People of USask: Lori Delorme

Lori Delorme is an Indigenous Student Success Lead at the Gordon Oakes Red Bear Student Centre. She celebrated 25 years working for the University of Saskatchewan (USask) in 2022.

Lori Delorme is an Indigenous Student Success Lead at the Gordon Oakes Red Bear Student Centre. She celebrated 25 years working for the University of Saskatchewan (USask) in 2022.

Why did you decide to work at USask?

In 1997, I wasn’t really sure what I wanted to do. I started putting my resume out and my cousin was attending USask at the time. She knew I had a certificate and was looking for a job, so she recommended looking at the university. The administration was hiring for a maternity leave for the Aboriginal Students’ Centre. I submitted my resume, got an interview and was hired for the job and I’ve been here ever since.

In all my years working on campus, I’ve changed positions a few times, but have always worked in the Aboriginal Student Centre, now the Gordon Oakes Red Bear Student Centre. As I am Indigenous, I have always been inclined to work with Indigenous students on campus. I wanted to share my experience and show them that campus is a beautiful place to be.

If you could go back and talk to yourself, first week on the job, what would you tell yourself about the career that you would have?

At that point, I didn’t know where life was going to take me. I was working the front desk at the centre and welcoming students. I was still in my 20s and was in my shell at that point. I didn’t know all of the things I would see, learn and grow at then. I would tell myself to hang in there, that it was an opportunity worth seeing through.

What is one of your favourite memories of your time on campus?

Probably, the opportunities I was able to have working with students and being a part of the programming and campus community. I loved when the students would take over and be a part of events and programs. It was great to be a part of it. I always wanted to be more than just a person working at the university, I wanted the students to see me as a person they could come to no matter what they needed to talk about or what the time was. A person who they could connect with and count on my support and commitment.

What would you say is the importance of having the Gordon Oakes Red Bear Student Center on campus?

Community and support is necessary for our students on campus as long as they have a place to go for that they’ll get through it and make their way throughout their years on campus. The centre is a safe, supportive, and holistic space for students and everyone else on campus. For us at the Gordon Oakes Red Bear Centre, as a team we consider each other to be family. And for students to come into the centre and feel that kind of connection, it’s very important.

Can you tell us about the beginning of Aboriginal Awareness Week back in 1998, now Indigenous Achievement Week?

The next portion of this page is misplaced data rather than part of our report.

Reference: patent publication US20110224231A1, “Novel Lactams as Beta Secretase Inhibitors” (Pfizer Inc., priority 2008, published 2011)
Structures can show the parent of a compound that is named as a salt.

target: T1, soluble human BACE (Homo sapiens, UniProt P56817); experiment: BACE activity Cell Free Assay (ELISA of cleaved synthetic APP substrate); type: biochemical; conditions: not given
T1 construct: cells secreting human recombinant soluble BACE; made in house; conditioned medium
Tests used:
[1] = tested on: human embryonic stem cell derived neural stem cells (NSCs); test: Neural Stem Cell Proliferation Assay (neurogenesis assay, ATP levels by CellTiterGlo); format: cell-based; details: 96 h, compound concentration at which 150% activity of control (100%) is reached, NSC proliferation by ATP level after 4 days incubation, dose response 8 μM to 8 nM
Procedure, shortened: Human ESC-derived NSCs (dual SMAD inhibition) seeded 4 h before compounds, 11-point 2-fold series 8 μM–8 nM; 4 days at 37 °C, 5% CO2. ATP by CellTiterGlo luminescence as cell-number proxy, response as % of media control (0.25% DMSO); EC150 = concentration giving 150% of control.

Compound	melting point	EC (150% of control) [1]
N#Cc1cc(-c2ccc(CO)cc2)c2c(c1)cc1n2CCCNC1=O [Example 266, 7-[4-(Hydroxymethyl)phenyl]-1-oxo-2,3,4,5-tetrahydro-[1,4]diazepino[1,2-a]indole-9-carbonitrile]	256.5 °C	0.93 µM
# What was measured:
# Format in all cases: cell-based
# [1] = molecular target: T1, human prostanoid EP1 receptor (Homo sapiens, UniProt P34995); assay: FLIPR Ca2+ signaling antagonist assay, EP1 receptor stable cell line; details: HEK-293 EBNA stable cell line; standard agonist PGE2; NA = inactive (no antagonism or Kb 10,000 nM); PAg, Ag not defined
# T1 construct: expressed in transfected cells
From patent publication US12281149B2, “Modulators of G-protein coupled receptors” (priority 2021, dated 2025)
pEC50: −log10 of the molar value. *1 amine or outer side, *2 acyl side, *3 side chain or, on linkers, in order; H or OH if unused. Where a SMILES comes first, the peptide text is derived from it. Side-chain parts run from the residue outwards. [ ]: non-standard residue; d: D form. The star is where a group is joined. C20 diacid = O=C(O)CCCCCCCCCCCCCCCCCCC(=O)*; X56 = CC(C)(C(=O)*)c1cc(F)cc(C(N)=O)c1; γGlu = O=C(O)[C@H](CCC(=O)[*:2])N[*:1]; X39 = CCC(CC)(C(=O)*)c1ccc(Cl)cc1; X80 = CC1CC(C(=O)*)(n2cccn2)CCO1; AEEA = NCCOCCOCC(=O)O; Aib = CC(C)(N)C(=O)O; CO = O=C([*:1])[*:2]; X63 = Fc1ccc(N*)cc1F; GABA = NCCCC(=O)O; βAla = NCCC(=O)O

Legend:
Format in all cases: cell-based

The week used to be later in March to coincide with the International Day for the Elimination of Racial Discrimination. I played a very small role at that point as I was still new to the centre. The event was originally student led, as were most of the events at that time. With my role, I helped organize different high schools to come and participate and see what Aboriginal Achievement Week was about. They would be invited to see a dance performance and get the opportunity to learn about our Métis, First Nations, and Inuit culture. My role at that time was to show the prospective students that there is a space for them here on campus and to showcase our culture on campus.

What is the importance of Indigenous Achievement Week on campus?

Indigenous Achievement Week is an important piece to the university because it showcases our culture, our identity as Indigenous peoples, and highlights our students’ achievements and success. We get to show that we are proud of who we are and that we have culture on this campus. The student awards ceremony is an example of our achievements; we show the students that we recognize their achievements and honour them in a good way.

What inspires you to do what you do?

I think what inspires me is the students I get to meet and help throughout their academic journey. In my heart, their success is my success. Everything I do is not just for myself to know that I am doing something good, but to know that down the road, when the students are in their positions, and they think back to their time at USask and think about who helped them on their journey that my name will pop up. That in their lives, I wasn’t just another face on campus, but I was a person and friend who wanted to see them succeed.



It's the People of USask who enable us to be what the world needs.  

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